2. Packing Whiz (barrier ten) - This Caspar Fownes-trained five-year-old comes off a career best performance where he won the Chairman's Trophy, a domestic Group two over course and distance on 7 April, beating four of this field. If he can keep up the form of that race he should be in the toss up and is the likely second favourite.

3. Dan Excel (barrier one) - Second to Packing Whiz on his last start, this John Moore-trained gelding has not won since arriving in Hong Kong, it is actually two years since his last victory. He has been placed in a number of Group races and could go close again.

4. King Mufhasa (barrier six) - New Zealand raider who has won ten Group One races, four over 1600m. This is the first time a New Zealand-trained horse has competed in the race and the eight-year-old veteran has been working well and pleasing connections ahead of this, having travelled over well. A leading contender on his previous merits, with age seemingly not getting the better of him after he finished second on his last start in the Group One George Ryder Stakes to champion Pierro (by Lonhro).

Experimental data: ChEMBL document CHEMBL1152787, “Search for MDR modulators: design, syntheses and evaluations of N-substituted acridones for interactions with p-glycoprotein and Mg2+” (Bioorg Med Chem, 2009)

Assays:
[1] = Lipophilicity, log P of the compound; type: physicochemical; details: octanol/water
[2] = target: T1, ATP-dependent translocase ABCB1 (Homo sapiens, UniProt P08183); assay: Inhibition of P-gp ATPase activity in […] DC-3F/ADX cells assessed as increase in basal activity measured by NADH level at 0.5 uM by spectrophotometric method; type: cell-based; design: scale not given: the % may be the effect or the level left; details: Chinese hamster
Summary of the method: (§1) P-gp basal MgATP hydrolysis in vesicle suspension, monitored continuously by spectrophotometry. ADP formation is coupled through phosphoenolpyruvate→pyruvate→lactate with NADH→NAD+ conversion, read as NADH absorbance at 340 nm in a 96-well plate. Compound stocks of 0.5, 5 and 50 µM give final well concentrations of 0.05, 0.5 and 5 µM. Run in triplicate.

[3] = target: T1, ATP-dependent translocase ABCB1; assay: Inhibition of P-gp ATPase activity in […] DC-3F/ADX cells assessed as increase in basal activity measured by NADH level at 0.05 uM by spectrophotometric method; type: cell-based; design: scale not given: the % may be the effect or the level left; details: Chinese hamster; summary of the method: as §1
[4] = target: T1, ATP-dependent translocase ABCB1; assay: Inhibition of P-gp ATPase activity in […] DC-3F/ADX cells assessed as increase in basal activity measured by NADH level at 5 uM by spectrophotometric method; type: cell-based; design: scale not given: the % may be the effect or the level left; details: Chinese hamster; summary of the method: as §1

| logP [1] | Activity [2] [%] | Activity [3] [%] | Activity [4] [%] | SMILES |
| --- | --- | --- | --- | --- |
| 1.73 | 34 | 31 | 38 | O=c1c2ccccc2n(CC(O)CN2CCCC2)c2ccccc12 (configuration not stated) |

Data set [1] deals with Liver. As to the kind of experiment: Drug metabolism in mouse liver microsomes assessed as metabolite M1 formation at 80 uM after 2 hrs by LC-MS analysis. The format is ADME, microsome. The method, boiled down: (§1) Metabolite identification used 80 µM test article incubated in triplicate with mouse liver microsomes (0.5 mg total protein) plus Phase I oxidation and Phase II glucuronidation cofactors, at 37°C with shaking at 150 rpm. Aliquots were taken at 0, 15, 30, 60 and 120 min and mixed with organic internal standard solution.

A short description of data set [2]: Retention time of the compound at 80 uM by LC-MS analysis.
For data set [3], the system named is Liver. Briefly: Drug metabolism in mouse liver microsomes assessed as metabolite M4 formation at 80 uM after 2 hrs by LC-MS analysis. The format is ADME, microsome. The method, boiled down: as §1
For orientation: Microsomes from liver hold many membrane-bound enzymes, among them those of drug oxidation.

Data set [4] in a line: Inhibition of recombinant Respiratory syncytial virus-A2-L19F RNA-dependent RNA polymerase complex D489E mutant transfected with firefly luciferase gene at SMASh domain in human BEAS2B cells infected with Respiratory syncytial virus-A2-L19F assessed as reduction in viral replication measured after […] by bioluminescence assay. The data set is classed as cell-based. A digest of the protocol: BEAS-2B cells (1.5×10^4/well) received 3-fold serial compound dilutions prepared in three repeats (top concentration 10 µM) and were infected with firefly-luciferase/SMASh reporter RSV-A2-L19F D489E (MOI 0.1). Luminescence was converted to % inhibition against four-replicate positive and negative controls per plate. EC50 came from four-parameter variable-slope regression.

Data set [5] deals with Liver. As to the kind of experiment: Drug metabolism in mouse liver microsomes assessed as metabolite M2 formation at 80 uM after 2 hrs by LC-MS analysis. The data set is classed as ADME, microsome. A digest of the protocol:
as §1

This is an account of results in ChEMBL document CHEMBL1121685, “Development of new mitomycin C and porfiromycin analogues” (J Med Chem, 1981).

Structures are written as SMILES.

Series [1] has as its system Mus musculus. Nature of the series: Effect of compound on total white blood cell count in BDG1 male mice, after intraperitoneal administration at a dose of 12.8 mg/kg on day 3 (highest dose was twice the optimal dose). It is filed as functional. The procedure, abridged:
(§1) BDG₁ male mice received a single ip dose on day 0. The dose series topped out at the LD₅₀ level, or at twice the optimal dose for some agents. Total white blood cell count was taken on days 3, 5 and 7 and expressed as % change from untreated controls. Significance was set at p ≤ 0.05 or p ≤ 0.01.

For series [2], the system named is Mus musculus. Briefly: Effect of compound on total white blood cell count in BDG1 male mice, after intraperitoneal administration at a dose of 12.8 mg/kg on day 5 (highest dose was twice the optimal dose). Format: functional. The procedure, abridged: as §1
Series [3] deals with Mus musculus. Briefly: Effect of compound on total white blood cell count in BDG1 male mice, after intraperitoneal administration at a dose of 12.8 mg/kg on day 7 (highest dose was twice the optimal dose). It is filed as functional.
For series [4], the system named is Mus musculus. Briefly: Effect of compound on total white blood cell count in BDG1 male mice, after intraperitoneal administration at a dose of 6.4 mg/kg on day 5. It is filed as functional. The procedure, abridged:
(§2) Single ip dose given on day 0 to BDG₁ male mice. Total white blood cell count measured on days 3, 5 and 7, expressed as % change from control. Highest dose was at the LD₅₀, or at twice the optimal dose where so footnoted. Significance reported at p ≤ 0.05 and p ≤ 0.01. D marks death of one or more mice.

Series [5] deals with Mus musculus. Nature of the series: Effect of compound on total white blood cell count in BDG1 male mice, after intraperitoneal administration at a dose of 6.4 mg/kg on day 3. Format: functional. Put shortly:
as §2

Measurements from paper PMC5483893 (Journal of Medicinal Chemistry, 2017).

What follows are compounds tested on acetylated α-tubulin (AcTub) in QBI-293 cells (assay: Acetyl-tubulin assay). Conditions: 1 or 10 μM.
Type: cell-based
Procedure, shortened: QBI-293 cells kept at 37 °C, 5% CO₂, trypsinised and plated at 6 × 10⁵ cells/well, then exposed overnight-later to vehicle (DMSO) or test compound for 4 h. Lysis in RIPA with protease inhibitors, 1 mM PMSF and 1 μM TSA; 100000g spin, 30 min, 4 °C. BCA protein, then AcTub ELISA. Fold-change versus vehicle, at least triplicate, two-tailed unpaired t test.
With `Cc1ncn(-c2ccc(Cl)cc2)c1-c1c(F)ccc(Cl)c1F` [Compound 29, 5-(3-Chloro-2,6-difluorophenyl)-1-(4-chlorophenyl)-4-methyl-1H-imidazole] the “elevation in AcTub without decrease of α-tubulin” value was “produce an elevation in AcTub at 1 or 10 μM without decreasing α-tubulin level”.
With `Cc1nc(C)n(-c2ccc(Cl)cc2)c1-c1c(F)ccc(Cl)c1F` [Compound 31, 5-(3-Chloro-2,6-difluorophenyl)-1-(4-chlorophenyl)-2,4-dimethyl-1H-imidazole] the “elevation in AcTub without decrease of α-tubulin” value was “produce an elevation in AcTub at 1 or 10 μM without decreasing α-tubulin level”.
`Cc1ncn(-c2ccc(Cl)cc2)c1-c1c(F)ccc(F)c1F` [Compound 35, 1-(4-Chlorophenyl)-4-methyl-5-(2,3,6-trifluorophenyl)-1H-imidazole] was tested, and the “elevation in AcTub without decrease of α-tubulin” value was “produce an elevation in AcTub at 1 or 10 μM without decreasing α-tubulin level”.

5. Xtension (barrier five) - the only other International Group One winner in the field, having taken this race for the last two years. He has not won since his last victory in this race, with his best performance coming when third in the Hong Kong Gold Cup over 2000m in February. Now a six-year-old with possibly his best years behind him he is in with a chance of a place.